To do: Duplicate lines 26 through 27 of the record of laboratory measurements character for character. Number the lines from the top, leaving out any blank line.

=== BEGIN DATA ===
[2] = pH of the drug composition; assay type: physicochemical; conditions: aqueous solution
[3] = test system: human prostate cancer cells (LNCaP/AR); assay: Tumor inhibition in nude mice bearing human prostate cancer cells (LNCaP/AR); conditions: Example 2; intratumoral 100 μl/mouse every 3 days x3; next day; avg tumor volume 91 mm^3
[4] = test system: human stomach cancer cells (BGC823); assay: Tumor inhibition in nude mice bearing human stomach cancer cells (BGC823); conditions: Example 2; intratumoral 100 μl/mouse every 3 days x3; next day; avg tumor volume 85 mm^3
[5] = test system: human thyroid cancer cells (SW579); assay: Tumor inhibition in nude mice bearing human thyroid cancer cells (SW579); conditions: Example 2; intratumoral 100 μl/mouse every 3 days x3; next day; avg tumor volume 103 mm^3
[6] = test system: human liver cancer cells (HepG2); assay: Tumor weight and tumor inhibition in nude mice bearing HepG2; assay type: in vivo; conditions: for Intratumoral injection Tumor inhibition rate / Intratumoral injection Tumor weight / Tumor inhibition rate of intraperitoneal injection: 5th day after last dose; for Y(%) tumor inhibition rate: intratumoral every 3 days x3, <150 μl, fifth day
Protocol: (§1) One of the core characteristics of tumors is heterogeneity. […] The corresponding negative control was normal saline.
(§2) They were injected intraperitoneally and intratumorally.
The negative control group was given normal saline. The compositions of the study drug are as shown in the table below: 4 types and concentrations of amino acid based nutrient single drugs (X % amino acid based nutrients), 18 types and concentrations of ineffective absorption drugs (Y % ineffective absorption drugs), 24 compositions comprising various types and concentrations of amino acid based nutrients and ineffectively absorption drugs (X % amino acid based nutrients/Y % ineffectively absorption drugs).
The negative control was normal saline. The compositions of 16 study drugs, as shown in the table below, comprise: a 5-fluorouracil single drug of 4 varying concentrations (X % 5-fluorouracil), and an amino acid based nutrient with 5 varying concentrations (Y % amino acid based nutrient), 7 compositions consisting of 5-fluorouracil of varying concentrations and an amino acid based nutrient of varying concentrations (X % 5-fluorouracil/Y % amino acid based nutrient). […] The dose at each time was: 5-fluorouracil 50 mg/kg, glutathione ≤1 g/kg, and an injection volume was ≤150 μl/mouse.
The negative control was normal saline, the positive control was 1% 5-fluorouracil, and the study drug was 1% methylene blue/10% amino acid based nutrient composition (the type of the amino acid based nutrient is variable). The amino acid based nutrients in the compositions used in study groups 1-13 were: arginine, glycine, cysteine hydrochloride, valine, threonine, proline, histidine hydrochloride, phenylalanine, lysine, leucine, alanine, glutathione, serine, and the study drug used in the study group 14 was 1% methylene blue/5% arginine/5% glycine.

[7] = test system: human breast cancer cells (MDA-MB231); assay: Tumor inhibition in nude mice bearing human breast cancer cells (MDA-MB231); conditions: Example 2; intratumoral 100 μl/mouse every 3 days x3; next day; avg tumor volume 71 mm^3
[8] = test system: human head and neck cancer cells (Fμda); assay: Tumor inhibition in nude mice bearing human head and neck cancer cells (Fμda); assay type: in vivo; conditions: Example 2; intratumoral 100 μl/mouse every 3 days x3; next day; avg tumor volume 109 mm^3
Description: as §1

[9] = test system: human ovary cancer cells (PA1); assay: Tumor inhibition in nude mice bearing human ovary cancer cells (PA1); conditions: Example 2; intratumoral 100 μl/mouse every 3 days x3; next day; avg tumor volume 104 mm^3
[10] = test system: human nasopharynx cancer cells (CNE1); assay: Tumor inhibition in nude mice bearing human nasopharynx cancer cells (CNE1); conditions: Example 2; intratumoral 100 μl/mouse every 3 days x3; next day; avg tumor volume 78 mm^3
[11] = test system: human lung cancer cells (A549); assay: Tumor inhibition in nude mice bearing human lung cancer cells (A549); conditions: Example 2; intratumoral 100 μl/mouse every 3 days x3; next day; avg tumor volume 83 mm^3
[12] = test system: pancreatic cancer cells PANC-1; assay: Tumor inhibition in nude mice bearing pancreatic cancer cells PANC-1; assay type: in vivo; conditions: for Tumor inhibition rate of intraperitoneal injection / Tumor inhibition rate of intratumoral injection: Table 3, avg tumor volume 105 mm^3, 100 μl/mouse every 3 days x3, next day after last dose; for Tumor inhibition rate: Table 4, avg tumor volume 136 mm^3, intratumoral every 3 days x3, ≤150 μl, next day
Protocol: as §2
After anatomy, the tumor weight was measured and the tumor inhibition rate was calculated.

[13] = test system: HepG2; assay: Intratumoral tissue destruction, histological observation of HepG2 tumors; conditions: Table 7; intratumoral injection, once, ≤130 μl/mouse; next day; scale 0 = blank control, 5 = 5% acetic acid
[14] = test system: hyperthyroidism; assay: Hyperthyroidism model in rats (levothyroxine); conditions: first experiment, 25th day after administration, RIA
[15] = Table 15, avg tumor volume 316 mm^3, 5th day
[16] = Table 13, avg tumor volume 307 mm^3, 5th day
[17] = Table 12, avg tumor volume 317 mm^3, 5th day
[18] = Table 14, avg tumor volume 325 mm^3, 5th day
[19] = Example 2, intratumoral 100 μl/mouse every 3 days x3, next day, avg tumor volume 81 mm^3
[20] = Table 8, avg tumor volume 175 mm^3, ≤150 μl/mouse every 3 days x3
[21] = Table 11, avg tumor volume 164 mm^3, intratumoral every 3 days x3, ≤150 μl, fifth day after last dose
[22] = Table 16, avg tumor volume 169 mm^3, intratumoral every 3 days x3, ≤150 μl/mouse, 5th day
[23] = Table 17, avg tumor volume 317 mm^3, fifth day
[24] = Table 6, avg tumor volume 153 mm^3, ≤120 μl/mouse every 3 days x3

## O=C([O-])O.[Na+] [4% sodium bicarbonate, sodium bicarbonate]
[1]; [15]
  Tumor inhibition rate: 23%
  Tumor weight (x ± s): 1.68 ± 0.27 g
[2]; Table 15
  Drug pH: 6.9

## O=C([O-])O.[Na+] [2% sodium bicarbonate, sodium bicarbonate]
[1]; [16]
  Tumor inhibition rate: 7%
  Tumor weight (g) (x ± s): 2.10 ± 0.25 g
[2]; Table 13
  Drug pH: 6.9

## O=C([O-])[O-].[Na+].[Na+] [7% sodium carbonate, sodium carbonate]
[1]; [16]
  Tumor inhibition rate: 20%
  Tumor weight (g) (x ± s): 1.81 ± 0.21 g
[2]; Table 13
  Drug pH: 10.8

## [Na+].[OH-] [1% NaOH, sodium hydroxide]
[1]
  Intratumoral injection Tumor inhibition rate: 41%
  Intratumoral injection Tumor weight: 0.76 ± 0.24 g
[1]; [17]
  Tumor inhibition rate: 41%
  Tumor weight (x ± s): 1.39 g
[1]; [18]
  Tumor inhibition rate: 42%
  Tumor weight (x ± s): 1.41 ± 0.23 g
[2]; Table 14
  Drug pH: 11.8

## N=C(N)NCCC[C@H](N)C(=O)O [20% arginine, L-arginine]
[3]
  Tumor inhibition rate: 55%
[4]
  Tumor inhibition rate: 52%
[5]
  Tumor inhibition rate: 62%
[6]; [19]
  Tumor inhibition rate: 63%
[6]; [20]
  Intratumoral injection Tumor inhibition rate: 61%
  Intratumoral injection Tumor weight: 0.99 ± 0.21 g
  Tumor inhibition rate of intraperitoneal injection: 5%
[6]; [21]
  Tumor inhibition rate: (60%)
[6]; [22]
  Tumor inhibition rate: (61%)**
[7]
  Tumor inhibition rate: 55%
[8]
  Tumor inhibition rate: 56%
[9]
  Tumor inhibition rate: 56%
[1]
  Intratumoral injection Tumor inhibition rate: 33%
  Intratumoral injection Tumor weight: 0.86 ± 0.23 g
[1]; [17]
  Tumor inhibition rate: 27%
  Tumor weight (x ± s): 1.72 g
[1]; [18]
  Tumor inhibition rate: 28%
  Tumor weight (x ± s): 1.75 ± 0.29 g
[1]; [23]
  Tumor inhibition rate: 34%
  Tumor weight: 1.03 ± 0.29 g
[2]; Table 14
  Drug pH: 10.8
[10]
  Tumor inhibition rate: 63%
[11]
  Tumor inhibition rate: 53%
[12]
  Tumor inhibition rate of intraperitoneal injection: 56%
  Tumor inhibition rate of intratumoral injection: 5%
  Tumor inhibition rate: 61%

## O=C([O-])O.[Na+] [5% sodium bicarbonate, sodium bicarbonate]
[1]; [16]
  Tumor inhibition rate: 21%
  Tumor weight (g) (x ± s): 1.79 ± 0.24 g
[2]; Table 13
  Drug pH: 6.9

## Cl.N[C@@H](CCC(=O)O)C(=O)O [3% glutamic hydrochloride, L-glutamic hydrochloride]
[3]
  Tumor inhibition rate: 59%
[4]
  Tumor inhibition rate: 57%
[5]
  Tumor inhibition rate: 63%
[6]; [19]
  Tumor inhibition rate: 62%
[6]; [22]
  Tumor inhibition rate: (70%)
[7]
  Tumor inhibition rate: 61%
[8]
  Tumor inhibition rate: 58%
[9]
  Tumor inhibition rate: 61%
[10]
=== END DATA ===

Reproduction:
[19] = Example 2, intratumoral 100 μl/mouse every 3 days x3, next day, avg tumor volume 81 mm^3
[20] = Table 8, avg tumor volume 175 mm^3, ≤150 μl/mouse every 3 days x3